Notes and Editorial Reviews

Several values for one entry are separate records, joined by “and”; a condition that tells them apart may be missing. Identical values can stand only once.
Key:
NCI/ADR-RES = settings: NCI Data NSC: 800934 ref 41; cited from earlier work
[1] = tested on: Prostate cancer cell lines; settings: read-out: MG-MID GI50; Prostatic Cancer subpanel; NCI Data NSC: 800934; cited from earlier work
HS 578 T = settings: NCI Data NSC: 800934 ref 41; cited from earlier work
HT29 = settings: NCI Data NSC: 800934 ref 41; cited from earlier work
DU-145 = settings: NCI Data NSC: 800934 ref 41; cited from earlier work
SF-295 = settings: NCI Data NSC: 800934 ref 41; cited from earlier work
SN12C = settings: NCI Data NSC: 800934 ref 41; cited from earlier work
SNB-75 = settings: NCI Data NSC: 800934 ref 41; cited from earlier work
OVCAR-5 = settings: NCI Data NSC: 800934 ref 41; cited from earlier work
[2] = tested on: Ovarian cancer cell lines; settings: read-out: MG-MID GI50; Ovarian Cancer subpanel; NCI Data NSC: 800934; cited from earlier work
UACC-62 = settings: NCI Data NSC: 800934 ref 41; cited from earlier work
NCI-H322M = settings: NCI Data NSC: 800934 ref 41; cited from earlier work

Adolf Busch had been one of the highly celebrated violinists and greatly admired exponents of the Beethoven concerto in Europe before WWII, but had never recorded it prior to his emigration to the U.S. in 1939. After a period of relative neglect, he was invited by American Columbia to record the work in 1942, but the outcome was not a success. Critic Tully Potter tells the story in his linernotes: "On 7 and 8 February  the Busch brothers ... collaborated with the Philharmonic-Symphony, in the Beethoven Concerto, Adolf airing a new set of cadenzas written the previous year. ...the Saturday-evening interpretation gained mixed notices, the best being very good, the worst very bad; and perhaps the violinist was not at his best. Two critics indicated that he seemed nervous--hardly surprising, when it was his first performance for years of a work he had been accustomed to play almost every week. He was certainly in excellent form on the Sunday afternoon: the CBS network broadcast was taken down by at least two home recordists and one of those documents is here released for the first time. It makes an admirable corrective to the official Columbia recording, made next day at Liederkranz Hall. Unfortunately the production was delegated to the talented but inexperienced Goddard Lieberson. Busch was palpably under strain in the opening movement, his nervousness exacerbated by Lieberson's insisting he stand on a raised platform, which made him feel remote from his brother and the orchestra and brought him too close to the microphone. The resulting poor balance caused him to reject the recording and it was not issued until after his death. The live performance is everything one might expect." The fillers include a Bach concerto (in a minor) never commercially recorded by Busch.